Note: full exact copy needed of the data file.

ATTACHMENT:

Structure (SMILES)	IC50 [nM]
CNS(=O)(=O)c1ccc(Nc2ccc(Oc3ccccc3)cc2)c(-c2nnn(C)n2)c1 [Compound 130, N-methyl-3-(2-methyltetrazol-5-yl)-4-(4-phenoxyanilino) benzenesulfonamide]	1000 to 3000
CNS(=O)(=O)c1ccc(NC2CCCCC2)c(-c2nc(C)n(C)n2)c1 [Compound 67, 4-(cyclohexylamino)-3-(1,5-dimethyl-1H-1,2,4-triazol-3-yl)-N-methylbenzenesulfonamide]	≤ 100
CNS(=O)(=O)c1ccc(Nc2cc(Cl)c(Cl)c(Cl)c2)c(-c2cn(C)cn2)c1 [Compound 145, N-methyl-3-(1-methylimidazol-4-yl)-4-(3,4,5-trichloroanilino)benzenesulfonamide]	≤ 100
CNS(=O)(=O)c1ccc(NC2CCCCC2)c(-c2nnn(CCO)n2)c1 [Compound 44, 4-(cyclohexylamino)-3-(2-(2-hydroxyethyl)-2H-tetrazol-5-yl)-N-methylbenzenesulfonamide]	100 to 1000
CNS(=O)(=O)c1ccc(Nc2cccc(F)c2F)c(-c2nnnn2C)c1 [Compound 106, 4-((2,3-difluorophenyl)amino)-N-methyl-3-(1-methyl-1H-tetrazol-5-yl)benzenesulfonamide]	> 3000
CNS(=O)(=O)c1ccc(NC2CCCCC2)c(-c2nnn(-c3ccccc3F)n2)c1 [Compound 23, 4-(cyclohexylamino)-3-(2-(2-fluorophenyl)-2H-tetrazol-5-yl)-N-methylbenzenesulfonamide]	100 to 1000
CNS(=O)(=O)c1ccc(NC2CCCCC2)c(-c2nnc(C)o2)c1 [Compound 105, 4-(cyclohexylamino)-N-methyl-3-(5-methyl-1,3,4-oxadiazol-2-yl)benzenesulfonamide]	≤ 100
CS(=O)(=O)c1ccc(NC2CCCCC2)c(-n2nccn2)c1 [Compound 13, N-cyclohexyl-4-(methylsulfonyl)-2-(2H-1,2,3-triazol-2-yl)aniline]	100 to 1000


Structure (SMILES)	IC50 [nM]
CNS(=O)(=O)c1ccc(Nc2ccc(Oc3ccccc3)cc2)c(-c2nnn(C)n2)c1 [Compound 130, N-methyl-3-(2-methyltetrazol-5-yl)-4-(4-phenoxyanilino) benzenesulfonamide]	1000 to 3000
CNS(=O)(=O)c1ccc(NC2CCCCC2)c(-c2nc(C)n(C)n2)c1 [Compound 67, 4-(cyclohexylamino)-3-(1,5-dimethyl-1H-1,2,4-triazol-3-yl)-N-methylbenzenesulfonamide]	≤ 100
CNS(=O)(=O)c1ccc(Nc2cc(Cl)c(Cl)c(Cl)c2)c(-c2cn(C)cn2)c1 [Compound 145, N-methyl-3-(1-methylimidazol-4-yl)-4-(3,4,5-trichloroanilino)benzenesulfonamide]	≤ 100
CNS(=O)(=O)c1ccc(NC2CCCCC2)c(-c2nnn(CCO)n2)c1 [Compound 44, 4-(cyclohexylamino)-3-(2-(2-hydroxyethyl)-2H-tetrazol-5-yl)-N-methylbenzenesulfonamide]	100 to 1000
CNS(=O)(=O)c1ccc(Nc2cccc(F)c2F)c(-c2nnnn2C)c1 [Compound 106, 4-((2,3-difluorophenyl)amino)-N-methyl-3-(1-methyl-1H-tetrazol-5-yl)benzenesulfonamide]	> 3000
CNS(=O)(=O)c1ccc(NC2CCCCC2)c(-c2nnn(-c3ccccc3F)n2)c1 [Compound 23, 4-(cyclohexylamino)-3-(2-(2-fluorophenyl)-2H-tetrazol-5-yl)-N-methylbenzenesulfonamide]	100 to 1000
CNS(=O)(=O)c1ccc(NC2CCCCC2)c(-c2nnc(C)o2)c1 [Compound 105, 4-(cyclohexylamino)-N-methyl-3-(5-methyl-1,3,4-oxadiazol-2-yl)benzenesulfonamide]	≤ 100
CS(=O)(=O)c1ccc(NC2CCCCC2)c(-n2nccn2)c1 [Compound 13, N-cyclohexyl-4-(methylsulfonyl)-2-(2H-1,2,3-triazol-2-yl)aniline]	100 to 1000